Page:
C. Roche stated that inasmuch as Agriculture and Live Stock, one of these night frays that the
it was agreed by and between J. transfer ................ 225.00 sergeant was wounded.
L. Sharit, Frank Hannon of the Mothers Pension Fund He had dug in with other mem-
agency of 'Frank & Dot's Agency, Minnie Paul, mothers pension $6.00 bers of his communications unit to
'representing. the American Eagle Jessie Walsingham .... 3.00 defend; a hospital near the Guam
Insurance Co.. of New Orleans, La., Mrs. C. Laurimore 6.00 beach. The Japs made their nightly
Mrs. Julia Odom 3.06
and himself, that, the premium Mrs,. Etta Rhames .... 6.00 charge. Mudge spied the grenade
would not exceed $100.00, there Corine Jenkas .... 3.00 rolling toward him, ready to ex-
was a motion by Commissioner W. Rosa Stevens .... 3.00 plode, and his. praying began.
C. Roche that said bill for $3,013.64 Mrs. R. L. Williams 3.00 "That thing went off on the ver7
1 Eliza Williams .... 6.00 edge of my foxhole," Mudge re-
be refused upon the grounds that Mrs. Causey Griffin .. 6.00 edge of my foxhole," Mudge re-
the amount was far in excess, of Mrs. Fred G. Hall .... 3.00 lated. "One fragment hit me in the
the amount agreed upon. The mo-; Whereupon, there being no tu,- arm. I put some sulfa drug on it
tion was, seconded by Jim Daniels their business to. come before the and bandaged, it up. I got more
and upon being put to a vote the Board at this time, it did.thaet ad-. treatment the. next morning."
motion was unanimously carried journ until the next regular meet.- The communications unit kept
and the Clerk of this Board d,- ing in March, the same bi:,r- tin. up its double duty for several days
rected to mail a copy of the motion 13th day of said month,' u-less and Mudge stayed with'it until No-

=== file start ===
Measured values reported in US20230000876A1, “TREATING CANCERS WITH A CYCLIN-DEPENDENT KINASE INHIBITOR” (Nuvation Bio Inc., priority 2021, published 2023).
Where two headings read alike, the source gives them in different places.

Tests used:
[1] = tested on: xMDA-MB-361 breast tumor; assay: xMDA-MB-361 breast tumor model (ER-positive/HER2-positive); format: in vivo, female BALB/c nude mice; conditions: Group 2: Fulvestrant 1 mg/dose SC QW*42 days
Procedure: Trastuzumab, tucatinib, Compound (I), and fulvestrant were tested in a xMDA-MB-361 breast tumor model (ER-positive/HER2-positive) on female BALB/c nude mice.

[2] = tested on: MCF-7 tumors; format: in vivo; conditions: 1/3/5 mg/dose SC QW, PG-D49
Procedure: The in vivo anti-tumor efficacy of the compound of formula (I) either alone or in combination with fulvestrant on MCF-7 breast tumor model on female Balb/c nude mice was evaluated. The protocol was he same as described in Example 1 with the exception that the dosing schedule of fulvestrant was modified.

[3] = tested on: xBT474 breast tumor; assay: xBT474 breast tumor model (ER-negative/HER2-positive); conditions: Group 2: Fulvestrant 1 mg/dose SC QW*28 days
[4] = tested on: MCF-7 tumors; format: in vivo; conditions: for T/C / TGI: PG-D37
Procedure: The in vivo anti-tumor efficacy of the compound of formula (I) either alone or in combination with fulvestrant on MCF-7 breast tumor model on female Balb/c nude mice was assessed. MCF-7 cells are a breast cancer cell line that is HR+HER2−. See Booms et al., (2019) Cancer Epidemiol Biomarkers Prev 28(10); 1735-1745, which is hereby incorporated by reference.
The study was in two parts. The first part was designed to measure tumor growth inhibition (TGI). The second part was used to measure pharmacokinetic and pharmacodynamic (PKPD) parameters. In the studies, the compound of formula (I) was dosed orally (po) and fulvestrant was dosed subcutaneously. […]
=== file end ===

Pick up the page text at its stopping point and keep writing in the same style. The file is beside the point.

to Frank & .Dot's Agency, Port St. called in special session by thi vember, when he left the island.
Joe, Fla. Chairman.
Whereupon the following bills Attest: W. R. CONiNIELL, Overheard in an area where-
were presented, examined, approv- J. R. HUNTER, Chairman. store-bought liquor has, not been
ed and ordered paid from the sev- Clerk. available for some time: "I got
eral fundls of the County, as fol- hold of some pretty old. stuff yes-
lows.: Rem.mber ~When UIncle Sam -used terday;, the bootlegger got caugni
General Fund ]to live within his, inomeI and'witft- in a traffic jam o. te % ayt Q 'de-,
Lounie Baxter, wega ,. .....$ 64.75 ot yots,? .iver it."

ton, is an "automobile laundry"
which steam cleans, the, motor and.
chassis of your car. ,
In addition to these services,
Sunny State also does' grease, pol-
ish and wash jobs and extends all
the little courtesies to customers
that are a part of the operation ,f
a modern establishment like this
catering to motorists' needs.

JEFFERSON STANDARD Net interest earned, on invested
MAKES SUBSTANTIAL assets for the year was 4.53 per
GAINS IN PAST YEAR cent. The average for all life in-
surance companies was 3.3 per
Frank Hannon, local rapresefita- cent in 1943. The company has
tive of the Jefferson Standard Lire paid 5 per cent on dividend ac-
Insurance Company, of Greensboro, cumulations and policy proceeds-,
N. C.. has, received notice from to beneficiaries since organization
hist home office of a net gain of in 1907, a record unmatched by
$40,032,074 in, insurance ini forcel any other life insurance compa7.,
during 1944. Total insurance now War Bond purchases during the
in force is $542.565,115. year amounted to $10,000,000. TO.
President Julian Price paid high tal U. S. government bond hold-
tribute to the agency force which, in-gs now amount to $25,237,015.
without the services of 105 mem- The. company's assets increased
bers, in the armed forces,, paid for byv $14,693,244 and now total $142,-
$60,097,014 new business, an 11 939,569.
per cent increase over 1943. -
The ratio of actual to expected! Lives there a man with soul so
mortality was only 52 per cent, dead, who has, never looked over
which was 2 per 'cent better than his, shoulder' andi said':' "H-m-rn,
in. 1943. The increased 'war m.or-r not bad, not bad!"
tality was more than offset 'by the